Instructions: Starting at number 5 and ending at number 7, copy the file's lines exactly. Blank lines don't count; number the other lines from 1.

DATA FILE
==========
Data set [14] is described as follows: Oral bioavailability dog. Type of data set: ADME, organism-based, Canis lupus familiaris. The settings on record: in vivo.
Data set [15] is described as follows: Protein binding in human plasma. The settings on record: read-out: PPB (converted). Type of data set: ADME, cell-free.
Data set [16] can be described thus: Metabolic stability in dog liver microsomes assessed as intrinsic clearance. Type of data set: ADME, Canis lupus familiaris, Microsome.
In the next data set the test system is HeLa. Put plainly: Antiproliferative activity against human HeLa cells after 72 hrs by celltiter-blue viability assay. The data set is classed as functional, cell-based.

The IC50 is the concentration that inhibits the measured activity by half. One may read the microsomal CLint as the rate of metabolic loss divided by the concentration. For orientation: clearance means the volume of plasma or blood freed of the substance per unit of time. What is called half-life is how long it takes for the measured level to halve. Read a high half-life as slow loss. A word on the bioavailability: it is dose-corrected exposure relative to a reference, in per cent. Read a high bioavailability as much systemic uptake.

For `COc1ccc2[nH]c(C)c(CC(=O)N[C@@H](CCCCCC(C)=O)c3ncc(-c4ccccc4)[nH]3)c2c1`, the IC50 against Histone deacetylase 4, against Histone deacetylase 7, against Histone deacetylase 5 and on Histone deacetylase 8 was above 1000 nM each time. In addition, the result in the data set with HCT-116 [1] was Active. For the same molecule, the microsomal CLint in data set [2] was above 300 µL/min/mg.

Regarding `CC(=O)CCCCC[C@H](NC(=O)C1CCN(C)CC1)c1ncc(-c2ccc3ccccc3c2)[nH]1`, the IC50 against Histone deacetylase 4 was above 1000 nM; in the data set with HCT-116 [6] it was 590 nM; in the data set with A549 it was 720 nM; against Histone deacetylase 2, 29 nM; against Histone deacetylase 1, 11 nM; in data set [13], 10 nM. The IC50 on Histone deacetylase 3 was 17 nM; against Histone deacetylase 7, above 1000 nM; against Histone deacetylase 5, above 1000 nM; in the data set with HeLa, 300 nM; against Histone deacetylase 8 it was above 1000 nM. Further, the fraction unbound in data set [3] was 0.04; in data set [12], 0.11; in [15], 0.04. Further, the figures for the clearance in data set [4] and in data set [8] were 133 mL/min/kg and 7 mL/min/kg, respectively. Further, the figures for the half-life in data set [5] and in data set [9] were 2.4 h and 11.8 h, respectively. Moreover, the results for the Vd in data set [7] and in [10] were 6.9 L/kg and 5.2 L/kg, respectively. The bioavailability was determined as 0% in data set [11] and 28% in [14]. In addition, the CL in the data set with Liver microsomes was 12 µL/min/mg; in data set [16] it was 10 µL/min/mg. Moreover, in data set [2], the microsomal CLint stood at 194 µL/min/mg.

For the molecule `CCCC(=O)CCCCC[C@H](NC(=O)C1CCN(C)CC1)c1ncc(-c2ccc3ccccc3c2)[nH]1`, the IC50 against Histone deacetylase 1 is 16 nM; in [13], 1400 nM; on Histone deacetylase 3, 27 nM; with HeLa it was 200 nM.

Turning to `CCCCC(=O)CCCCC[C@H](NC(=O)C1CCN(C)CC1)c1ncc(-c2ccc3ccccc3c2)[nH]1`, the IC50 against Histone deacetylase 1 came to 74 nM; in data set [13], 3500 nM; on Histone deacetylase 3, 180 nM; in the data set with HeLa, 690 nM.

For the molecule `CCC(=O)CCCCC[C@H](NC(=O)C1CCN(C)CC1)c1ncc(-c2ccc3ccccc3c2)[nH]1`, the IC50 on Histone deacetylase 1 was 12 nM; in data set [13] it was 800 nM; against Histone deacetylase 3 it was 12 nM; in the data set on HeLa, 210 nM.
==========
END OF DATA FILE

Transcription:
The IC50 is the concentration that inhibits the measured activity by half. One may read the microsomal CLint as the rate of metabolic loss divided by the concentration. For orientation: clearance means the volume of plasma or blood freed of the substance per unit of time. What is called half-life is how long it takes for the measured level to halve. Read a high half-life as slow loss. A word on the bioavailability: it is dose-corrected exposure relative to a reference, in per cent. Read a high bioavailability as much systemic uptake.

For `COc1ccc2[nH]c(C)c(CC(=O)N[C@@H](CCCCCC(C)=O)c3ncc(-c4ccccc4)[nH]3)c2c1`, the IC50 against Histone deacetylase 4, against Histone deacetylase 7, against Histone deacetylase 5 and on Histone deacetylase 8 was above 1000 nM each time. In addition, the result in the data set with HCT-116 [1] was Active. For the same molecule, the microsomal CLint in data set [2] was above 300 µL/min/mg.

Regarding `CC(=O)CCCCC[C@H](NC(=O)C1CCN(C)CC1)c1ncc(-c2ccc3ccccc3c2)[nH]1`, the IC50 against Histone deacetylase 4 was above 1000 nM; in the data set with HCT-116 [6] it was 590 nM; in the data set with A549 it was 720 nM; against Histone deacetylase 2, 29 nM; against Histone deacetylase 1, 11 nM; in data set [13], 10 nM. The IC50 on Histone deacetylase 3 was 17 nM; against Histone deacetylase 7, above 1000 nM; against Histone deacetylase 5, above 1000 nM; in the data set with HeLa, 300 nM; against Histone deacetylase 8 it was above 1000 nM. Further, the fraction unbound in data set [3] was 0.04; in data set [12], 0.11; in [15], 0.04. Further, the figures for the clearance in data set [4] and in data set [8] were 133 mL/min/kg and 7 mL/min/kg, respectively. Further, the figures for the half-life in data set [5] and in data set [9] were 2.4 h and 11.8 h, respectively. Moreover, the results for the Vd in data set [7] and in [10] were 6.9 L/kg and 5.2 L/kg, respectively. The bioavailability was determined as 0% in data set [11] and 28% in [14]. In addition, the CL in the data set with Liver microsomes was 12 µL/min/mg; in data set [16] it was 10 µL/min/mg. Moreover, in data set [2], the microsomal CLint stood at 194 µL/min/mg.